Myself and Iain McDonald attended SBES last month, where Tristan Ferne (more details) and James Cridland (more details) made a presentation to the assembled masses in the FutureZone about a couple of prototypes they were working on (with others) in the BBC Radio Labs. One of the concepts, Radio Pop, covered more social interaction with radio listening via online streaming, engaging listeners and drawing them in, enticing them whilst plotting usage versus popularity in a very bubbly, pretty kind of way. Very good, though it's never going to make it to production (at least in the state it was presented to us).

Another, far more interesting concept - and annoyingly, the one they left until last - was all about Olinda. By happy coincidence, "Ó Linda" means "oh, beautiful!" in Portugese. (According to Tristan Ferne, the project was named after an imaginary city in Italo Calvino's Invisible Cities, and the realisation that Olinda is a real place only came afterwards). Unfortunately, there wasn't a physical, working prototype at SBES, due to external forces beyond their control (read: most likely Schulze & Webb dropped the ball and didn't get it finished in time!), but they had a good raft of imagery and other information, and you can read more about the product (and its design) on the blogs of both James Cridland and the project's designers, Schulze & Webb.

A mockup of Olinda with a modular addon attached (sketched in white). "The drawing is from a little over a week ago, and is based on a model used to investigate certain materials and assembly."
(From S&W blog, with thanks)

In a nutshell, however, Olinda is designed to be an extensible, low cost, futureproof digital radio, with the requisite ease of use and durability. It supports the DAB format out of the box, with further expansion (both functionality and format support) designed to be added in an extensible way. This is the cool part kids, so prepare yourselves: if you want to add wireless functionality (wifi) to the device, to play Internet streams, you buy the wifi snap-on for it. You get it home, you take it out of its packaging and - quite literally - snap it onto the side of the radio. There's no mechanical clips or switches to hold these modules in place; a cleverly-designed case combined with magnets inside both the radio's socket and the snap-on modules hold each modules in place. The only physical connection would be between the radio and the module via a small, common-interface connection, ensuring that any modules will work in any order with the device. This also results in the possibility of daisychaining modules to add functionality... New digital format making waves in the industry, and you want to listen to stations being broadcast in it? Just buy the snap-on module block, attach it to your radio and away you go.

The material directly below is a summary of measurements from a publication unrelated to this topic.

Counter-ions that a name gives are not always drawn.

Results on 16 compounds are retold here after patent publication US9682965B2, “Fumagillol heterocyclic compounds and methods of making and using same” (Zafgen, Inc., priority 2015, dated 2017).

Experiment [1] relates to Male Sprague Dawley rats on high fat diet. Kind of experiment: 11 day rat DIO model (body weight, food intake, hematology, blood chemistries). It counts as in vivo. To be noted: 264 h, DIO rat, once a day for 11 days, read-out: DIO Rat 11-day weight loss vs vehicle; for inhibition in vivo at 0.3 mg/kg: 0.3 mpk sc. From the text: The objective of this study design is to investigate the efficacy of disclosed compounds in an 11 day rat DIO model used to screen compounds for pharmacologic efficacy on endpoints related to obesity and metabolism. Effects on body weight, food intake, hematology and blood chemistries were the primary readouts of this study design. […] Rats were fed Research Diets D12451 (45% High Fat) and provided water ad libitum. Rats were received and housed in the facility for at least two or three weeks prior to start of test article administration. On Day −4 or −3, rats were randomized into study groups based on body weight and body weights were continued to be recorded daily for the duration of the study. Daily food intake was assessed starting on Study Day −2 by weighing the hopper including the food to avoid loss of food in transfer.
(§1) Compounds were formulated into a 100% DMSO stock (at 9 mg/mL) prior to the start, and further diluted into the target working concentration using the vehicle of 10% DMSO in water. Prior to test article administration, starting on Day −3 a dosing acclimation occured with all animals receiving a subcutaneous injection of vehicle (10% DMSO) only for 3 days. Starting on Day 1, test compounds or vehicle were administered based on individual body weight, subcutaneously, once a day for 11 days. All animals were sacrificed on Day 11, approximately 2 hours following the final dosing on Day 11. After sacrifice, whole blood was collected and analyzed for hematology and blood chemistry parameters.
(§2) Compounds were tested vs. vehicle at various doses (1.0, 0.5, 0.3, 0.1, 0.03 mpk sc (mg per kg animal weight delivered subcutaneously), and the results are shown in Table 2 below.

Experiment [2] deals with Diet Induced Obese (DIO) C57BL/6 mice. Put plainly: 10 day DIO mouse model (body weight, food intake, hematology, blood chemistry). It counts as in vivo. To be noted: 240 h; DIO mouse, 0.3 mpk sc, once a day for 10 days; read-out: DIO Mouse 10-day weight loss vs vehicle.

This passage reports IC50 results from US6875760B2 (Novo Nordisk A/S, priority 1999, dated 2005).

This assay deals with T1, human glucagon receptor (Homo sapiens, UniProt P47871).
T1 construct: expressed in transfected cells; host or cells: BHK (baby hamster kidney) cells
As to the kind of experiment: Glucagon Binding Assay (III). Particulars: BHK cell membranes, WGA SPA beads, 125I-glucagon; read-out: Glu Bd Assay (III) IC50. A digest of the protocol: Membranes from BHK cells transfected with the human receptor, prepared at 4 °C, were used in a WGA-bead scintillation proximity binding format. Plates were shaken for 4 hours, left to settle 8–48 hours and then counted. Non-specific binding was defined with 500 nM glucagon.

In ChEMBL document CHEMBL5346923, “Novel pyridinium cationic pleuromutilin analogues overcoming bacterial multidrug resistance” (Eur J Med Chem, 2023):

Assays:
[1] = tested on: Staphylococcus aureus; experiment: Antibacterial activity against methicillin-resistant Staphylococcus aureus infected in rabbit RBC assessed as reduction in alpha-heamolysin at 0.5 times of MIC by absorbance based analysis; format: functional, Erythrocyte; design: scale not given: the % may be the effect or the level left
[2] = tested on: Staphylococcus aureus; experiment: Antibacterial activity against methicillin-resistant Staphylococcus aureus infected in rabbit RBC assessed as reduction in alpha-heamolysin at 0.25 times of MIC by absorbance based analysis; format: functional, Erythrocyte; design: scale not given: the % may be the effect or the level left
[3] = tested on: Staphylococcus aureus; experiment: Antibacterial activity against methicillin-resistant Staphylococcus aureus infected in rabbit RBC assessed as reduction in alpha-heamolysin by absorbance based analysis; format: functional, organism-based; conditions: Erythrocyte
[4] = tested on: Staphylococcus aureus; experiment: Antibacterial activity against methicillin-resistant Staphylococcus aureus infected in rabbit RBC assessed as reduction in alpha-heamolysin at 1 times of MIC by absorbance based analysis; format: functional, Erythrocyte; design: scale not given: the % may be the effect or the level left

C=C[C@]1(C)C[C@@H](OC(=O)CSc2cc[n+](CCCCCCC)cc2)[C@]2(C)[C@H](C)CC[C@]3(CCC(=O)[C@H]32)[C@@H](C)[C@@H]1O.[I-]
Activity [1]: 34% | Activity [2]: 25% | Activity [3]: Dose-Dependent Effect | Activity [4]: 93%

The key factor in this radio's success will be its compatibility and takeup. It has the potential to itself make waves in the hardware market and the consumer market, purely due to its social nature. Features such as the ability to compare your most-listened stations with your friends' favourites over the web, or to see what they're listening to and tune in with one click suddenly become a distinct possibility. Perhaps the most enticing thing about Olinda is the promise that the entire interface, including the API for module designers, will be disclosed in full to the world via an Attribution license, meaning that, as Cridland puts it himself,

The thing I’m most pleased about... [is] the fact that all this hard work is available for any manufacturer to use. For free. As Matt from S&W says…

The BBC should be able to take [the radio] to industry partners, and for those partners to see it as free, ready-made R&D for the next product cycle.

So that’s why I’m proud to say that, when complete, the BBC will put the IPR of Olinda under an attribution license–the equivalent of a BSD or Creative Commons Attribution. If a manufacturer or some person wants to make use of the ideas and design of the device, they’re free to do so without even checking with the BBC, so long as they put the BBC attribution and copyright for the IPR that’s been used on the bottom.

This is all great news. Free, ready-made R&D for manufacturers. And some tremendous content for us. It’s a win-win.

In essence, the BBC is designing the radio with S&W and will bring it to market, perhaps with some basic functionality and a bundled module to increase takeup (a wifi connectivity module would make the most sense). They sell the device, make some money, but most importantly offer up all the previous R&D and base platform as one which can be improved upon by third parties designing their own modular additions to the platform, all of which are guaranteed to be fully interoperable - and the only requirement is that if another company designs a module, they can just go and do it without mandatory prior consultation, provided they thank the BBC and make consumers aware about this.

This also opens up the possibility for some really nifty extensions to the base platform; multiple format support, all kinds of wireless functionality (wifi, including future specs and subsets of the wireless standard such as N spec and MiMo, UWB support, the ability to rebroadcast within the locality of your house on FM (just like the FM senders currently popular with MP3 player owners) or play and repeat a stream to another device over the network, resulting in a network of radios all playing the same music in sychronicity wirelessly - ideal for house parties! From what I understand of this aspect of Olinda, the possibilities are only limited by the limitations of the API and the creativeness of the designers, a far cry from today's insular, closed-design digital radios from Pure, Roberts and the like.